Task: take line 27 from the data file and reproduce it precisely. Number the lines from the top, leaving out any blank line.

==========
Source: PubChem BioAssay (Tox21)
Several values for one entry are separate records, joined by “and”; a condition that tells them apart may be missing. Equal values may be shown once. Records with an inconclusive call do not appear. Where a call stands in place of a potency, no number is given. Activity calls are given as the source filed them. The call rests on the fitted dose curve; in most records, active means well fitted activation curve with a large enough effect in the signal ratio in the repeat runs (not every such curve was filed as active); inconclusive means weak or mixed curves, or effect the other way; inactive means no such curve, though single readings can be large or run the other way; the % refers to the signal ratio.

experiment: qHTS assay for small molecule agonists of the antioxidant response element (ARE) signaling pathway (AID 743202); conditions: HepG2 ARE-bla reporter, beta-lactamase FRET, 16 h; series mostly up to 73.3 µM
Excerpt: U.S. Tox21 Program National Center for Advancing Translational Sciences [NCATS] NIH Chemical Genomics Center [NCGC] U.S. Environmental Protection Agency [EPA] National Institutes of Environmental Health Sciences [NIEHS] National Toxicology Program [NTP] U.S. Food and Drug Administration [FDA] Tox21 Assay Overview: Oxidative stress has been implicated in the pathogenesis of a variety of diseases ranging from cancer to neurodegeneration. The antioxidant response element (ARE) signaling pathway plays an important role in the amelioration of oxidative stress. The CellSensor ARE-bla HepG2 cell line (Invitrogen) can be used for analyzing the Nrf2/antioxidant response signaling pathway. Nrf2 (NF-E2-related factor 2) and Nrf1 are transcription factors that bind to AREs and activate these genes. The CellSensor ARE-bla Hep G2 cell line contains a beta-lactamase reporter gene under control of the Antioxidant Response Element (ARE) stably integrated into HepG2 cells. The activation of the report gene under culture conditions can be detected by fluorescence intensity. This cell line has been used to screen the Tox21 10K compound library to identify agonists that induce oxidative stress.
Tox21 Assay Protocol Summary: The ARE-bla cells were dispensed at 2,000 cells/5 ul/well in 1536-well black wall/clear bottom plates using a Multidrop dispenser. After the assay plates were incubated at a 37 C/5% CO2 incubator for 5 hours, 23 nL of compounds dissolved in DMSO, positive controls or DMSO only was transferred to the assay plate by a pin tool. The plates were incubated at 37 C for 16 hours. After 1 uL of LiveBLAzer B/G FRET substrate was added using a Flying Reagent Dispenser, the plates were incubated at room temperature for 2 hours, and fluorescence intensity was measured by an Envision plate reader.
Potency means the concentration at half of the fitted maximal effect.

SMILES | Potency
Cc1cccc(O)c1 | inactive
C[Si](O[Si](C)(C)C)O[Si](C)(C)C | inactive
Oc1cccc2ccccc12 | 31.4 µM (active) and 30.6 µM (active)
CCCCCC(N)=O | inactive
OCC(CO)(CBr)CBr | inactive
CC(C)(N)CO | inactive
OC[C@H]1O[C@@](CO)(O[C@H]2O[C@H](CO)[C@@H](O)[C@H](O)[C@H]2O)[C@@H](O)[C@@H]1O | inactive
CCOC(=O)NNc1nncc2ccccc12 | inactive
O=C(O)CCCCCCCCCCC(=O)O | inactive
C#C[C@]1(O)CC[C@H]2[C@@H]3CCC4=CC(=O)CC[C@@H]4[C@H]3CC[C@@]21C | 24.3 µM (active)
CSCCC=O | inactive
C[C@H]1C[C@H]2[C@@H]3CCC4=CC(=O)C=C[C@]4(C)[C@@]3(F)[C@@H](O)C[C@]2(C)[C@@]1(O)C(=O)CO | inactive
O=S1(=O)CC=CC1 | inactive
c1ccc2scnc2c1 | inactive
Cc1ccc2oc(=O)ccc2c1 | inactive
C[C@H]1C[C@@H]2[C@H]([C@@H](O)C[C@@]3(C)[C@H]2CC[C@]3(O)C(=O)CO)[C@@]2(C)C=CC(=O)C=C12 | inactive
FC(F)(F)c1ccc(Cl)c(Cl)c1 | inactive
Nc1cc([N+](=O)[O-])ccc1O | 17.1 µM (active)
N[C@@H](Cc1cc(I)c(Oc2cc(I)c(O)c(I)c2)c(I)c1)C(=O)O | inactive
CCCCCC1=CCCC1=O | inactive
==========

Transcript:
CCCCCC1=CCCC1=O | inactive